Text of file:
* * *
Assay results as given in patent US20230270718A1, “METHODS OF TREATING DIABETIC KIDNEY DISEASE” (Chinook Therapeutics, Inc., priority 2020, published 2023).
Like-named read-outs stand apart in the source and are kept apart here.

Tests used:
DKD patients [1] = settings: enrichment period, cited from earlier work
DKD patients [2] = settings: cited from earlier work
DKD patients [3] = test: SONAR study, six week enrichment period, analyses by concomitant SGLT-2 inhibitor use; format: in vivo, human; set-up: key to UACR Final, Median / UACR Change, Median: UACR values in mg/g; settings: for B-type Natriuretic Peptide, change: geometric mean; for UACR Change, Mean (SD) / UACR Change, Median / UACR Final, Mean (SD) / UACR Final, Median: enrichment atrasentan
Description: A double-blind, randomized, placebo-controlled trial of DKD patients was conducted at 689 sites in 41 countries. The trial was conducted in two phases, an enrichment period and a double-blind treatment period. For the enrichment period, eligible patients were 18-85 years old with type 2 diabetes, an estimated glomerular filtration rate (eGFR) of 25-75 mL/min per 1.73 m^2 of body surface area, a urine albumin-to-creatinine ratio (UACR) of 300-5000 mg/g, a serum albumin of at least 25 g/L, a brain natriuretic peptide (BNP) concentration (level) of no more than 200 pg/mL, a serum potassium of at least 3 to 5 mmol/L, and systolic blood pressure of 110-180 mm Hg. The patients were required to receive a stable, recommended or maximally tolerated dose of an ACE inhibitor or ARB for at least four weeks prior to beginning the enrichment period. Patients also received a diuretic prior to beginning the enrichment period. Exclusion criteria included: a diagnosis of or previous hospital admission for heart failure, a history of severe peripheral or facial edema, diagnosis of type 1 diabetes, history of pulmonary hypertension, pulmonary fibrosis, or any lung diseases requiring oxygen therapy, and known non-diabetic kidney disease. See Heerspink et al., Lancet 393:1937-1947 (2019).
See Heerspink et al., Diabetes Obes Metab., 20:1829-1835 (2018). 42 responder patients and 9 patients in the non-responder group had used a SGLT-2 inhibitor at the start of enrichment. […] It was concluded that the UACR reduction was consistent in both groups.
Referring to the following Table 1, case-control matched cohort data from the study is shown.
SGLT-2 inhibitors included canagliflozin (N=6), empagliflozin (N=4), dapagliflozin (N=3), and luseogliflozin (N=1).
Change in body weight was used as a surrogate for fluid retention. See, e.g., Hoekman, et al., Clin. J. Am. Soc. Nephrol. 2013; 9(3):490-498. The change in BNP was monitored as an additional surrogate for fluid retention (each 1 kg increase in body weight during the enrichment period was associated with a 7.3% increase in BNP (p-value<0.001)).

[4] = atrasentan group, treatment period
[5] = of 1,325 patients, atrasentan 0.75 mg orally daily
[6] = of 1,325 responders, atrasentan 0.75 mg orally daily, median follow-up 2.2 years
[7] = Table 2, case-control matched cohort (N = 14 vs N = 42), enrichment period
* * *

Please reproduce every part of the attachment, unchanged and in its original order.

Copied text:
Assay results as given in patent US20230270718A1, “METHODS OF TREATING DIABETIC KIDNEY DISEASE” (Chinook Therapeutics, Inc., priority 2020, published 2023).
Like-named read-outs stand apart in the source and are kept apart here.

Tests used:
DKD patients [1] = settings: enrichment period, cited from earlier work
DKD patients [2] = settings: cited from earlier work
DKD patients [3] = test: SONAR study, six week enrichment period, analyses by concomitant SGLT-2 inhibitor use; format: in vivo, human; set-up: key to UACR Final, Median / UACR Change, Median: UACR values in mg/g; settings: for B-type Natriuretic Peptide, change: geometric mean; for UACR Change, Mean (SD) / UACR Change, Median / UACR Final, Mean (SD) / UACR Final, Median: enrichment atrasentan
Description: A double-blind, randomized, placebo-controlled trial of DKD patients was conducted at 689 sites in 41 countries. The trial was conducted in two phases, an enrichment period and a double-blind treatment period. For the enrichment period, eligible patients were 18-85 years old with type 2 diabetes, an estimated glomerular filtration rate (eGFR) of 25-75 mL/min per 1.73 m^2 of body surface area, a urine albumin-to-creatinine ratio (UACR) of 300-5000 mg/g, a serum albumin of at least 25 g/L, a brain natriuretic peptide (BNP) concentration (level) of no more than 200 pg/mL, a serum potassium of at least 3 to 5 mmol/L, and systolic blood pressure of 110-180 mm Hg. The patients were required to receive a stable, recommended or maximally tolerated dose of an ACE inhibitor or ARB for at least four weeks prior to beginning the enrichment period. Patients also received a diuretic prior to beginning the enrichment period. Exclusion criteria included: a diagnosis of or previous hospital admission for heart failure, a history of severe peripheral or facial edema, diagnosis of type 1 diabetes, history of pulmonary hypertension, pulmonary fibrosis, or any lung diseases requiring oxygen therapy, and known non-diabetic kidney disease. See Heerspink et al., Lancet 393:1937-1947 (2019).
See Heerspink et al., Diabetes Obes Metab., 20:1829-1835 (2018). 42 responder patients and 9 patients in the non-responder group had used a SGLT-2 inhibitor at the start of enrichment. […] It was concluded that the UACR reduction was consistent in both groups.
Referring to the following Table 1, case-control matched cohort data from the study is shown.
SGLT-2 inhibitors included canagliflozin (N=6), empagliflozin (N=4), dapagliflozin (N=3), and luseogliflozin (N=1).
Change in body weight was used as a surrogate for fluid retention. See, e.g., Hoekman, et al., Clin. J. Am. Soc. Nephrol. 2013; 9(3):490-498. The change in BNP was monitored as an additional surrogate for fluid retention (each 1 kg increase in body weight during the enrichment period was associated with a 7.3% increase in BNP (p-value<0.001)).

[4] = atrasentan group, treatment period
[5] = of 1,325 patients, atrasentan 0.75 mg orally daily
[6] = of 1,325 responders, atrasentan 0.75 mg orally daily, median follow-up 2.2 years
[7] = Table 2, case-control matched cohort (N = 14 vs N = 42), enrichment period